“J.D. is a very talented baseball player,” head baseball coachJohn Sirianni said. “The players have tremendous confidence in him.He pitched very well in Florida and made two or three outstandingdefensive plays against Northland, the best team we played downthere.”
Due to his hectic schedule, Hews and Sirianni worked together todevise a plan so he could get his proper workout, while maintaininghis other obligations. The result is Hews performing his weeklypitcher duties in between classes when it isn’t possible for him tomake practice later in the evening.
“He has so many irons in the fire. It’s tough for him,” Siriannisaid. “But we have tried to help him balance all his activities.J.D.’s responsibilities and time tables are incredible.”
With so much going on, it’s not surprising that attributes fromhis off-the-field work would seep into his baseball demeanor.
“You can tell he’s a father figure,” sophomore teammate ChrisCyronek said. “His fatherhood has developed into a certain friendlypersonality on the field.”
Hews’ fatherhood has effected his teammates in other ways aswell.
“The guys on the team are very supportive, they even used tobabysit for me in the Baseball House when I couldn’t find asitter,” Hews said.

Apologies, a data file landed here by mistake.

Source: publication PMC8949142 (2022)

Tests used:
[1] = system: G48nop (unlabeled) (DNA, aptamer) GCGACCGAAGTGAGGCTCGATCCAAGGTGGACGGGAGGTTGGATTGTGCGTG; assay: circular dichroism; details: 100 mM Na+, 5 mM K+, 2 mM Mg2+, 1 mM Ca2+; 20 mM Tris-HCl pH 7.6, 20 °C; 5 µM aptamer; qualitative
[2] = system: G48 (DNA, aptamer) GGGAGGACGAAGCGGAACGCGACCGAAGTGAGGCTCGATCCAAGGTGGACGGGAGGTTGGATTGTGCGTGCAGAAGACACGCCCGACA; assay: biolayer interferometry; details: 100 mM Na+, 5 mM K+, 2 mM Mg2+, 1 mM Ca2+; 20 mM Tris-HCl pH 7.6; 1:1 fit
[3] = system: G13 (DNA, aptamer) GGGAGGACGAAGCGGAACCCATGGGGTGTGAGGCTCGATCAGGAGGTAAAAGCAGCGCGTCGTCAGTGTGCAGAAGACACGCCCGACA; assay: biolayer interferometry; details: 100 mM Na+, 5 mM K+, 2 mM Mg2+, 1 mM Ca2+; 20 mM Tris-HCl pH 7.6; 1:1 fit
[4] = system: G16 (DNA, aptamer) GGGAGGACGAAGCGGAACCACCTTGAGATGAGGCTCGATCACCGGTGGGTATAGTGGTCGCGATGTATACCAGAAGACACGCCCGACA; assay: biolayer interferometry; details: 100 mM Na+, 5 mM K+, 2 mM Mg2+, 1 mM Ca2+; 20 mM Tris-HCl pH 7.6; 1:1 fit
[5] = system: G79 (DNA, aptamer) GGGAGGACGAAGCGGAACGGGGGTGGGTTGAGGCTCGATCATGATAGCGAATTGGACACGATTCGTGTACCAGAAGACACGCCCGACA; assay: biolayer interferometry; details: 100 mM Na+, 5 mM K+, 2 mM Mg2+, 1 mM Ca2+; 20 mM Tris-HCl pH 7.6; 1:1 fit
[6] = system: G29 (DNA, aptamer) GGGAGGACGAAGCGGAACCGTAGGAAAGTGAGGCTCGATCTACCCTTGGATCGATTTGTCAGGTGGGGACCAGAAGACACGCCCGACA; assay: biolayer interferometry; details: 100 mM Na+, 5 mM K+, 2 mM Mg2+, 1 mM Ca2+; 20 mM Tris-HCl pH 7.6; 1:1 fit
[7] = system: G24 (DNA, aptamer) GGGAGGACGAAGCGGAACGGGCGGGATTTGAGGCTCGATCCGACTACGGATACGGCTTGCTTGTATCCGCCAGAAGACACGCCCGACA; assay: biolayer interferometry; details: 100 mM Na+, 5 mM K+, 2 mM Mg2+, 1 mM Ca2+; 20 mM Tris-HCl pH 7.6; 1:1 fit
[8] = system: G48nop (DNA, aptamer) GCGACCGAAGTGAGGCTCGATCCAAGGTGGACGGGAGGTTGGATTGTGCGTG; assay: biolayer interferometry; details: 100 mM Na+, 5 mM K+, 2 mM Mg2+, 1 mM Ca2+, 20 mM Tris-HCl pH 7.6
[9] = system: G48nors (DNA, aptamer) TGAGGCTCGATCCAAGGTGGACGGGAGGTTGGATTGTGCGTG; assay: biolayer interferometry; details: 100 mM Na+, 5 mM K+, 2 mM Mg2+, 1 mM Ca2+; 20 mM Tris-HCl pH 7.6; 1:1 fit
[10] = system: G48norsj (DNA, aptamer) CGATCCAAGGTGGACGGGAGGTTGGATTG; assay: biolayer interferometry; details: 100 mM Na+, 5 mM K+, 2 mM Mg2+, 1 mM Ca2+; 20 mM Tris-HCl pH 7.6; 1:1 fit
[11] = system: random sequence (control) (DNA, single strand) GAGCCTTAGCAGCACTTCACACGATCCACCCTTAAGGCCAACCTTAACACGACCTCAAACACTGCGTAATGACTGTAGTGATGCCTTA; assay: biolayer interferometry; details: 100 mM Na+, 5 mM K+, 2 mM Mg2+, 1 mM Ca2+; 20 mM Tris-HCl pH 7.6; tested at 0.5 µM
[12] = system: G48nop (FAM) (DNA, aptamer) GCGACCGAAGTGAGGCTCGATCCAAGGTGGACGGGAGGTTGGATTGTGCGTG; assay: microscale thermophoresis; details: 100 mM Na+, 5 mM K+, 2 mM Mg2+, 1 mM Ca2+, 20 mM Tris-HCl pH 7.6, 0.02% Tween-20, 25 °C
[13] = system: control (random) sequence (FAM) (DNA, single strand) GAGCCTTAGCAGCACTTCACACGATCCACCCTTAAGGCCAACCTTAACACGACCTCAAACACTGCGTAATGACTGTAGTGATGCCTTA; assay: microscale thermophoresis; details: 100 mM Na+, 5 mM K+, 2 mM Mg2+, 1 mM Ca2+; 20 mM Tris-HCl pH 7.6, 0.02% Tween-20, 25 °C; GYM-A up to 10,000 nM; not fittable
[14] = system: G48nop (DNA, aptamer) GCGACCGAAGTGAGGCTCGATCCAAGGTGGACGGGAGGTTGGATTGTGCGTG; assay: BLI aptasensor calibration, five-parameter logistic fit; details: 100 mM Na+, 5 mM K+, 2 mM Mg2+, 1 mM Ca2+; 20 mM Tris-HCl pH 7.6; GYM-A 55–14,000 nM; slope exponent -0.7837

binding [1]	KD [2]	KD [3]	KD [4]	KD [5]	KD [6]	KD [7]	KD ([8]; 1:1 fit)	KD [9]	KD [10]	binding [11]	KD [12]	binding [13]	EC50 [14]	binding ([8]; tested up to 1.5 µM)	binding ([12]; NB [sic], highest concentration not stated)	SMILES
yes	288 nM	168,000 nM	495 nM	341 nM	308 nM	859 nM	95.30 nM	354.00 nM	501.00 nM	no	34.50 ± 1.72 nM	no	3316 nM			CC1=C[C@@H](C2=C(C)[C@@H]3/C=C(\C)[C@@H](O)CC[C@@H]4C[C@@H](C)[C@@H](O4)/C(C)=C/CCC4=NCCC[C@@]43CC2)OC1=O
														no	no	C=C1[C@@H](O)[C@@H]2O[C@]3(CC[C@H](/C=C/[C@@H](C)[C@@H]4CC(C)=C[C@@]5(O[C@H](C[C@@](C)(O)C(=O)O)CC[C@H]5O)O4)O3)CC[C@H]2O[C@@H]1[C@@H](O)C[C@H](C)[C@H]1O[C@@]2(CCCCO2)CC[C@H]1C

Unfortunately, Hews had to quit letting his teammates babysit.He blamed them for his son’s early learning of a few naughtywords.
Hews wishes he could put in the same amount of time intobaseball he put in during previous years, but he knows this year isdifferent. Nevertheless, junior Shawn Parker said Hews works thehardest on pitching as anyone he has ever been with.
“Baseball feeds the fire. It keeps up my competitiveness inschool and in life,” Hews said. “We haven’t had the pitching staffwe have this year. Our expectations have never been higher, and Ithink this is one of the first times we can really fulfill ourexpectations.”
While not on the diamond or at home, his other two commitmentsconsume huge amounts of Hews’ time. The full-time student isworking on a business management major while simultaneously tryingto get his coaching certificate.
Hews said that in the future, he wants to have a leadershipposition either as a coach or in the business world.
“I want to take something out there that has already beeninvented and make it better,” he said.
His major is mirrored through his management position atSignatures. Hews works three nights a week. But like most things inhis life, his hours and days are subject to change at shortnotice.
“The way things are, I just hope to graduate before my son Calebdoes,” Hews said.
But even with all this going on, Hews is hopeful for the future.What he has learned from being a father, a full-time student, amanager at Signatures and a baseball player has culminated into aneducation of its own.
“From all these things, I’ve learned you don’t always have towin to be successful. You find success in relationships with guyson the team, and allowing other people into your life.”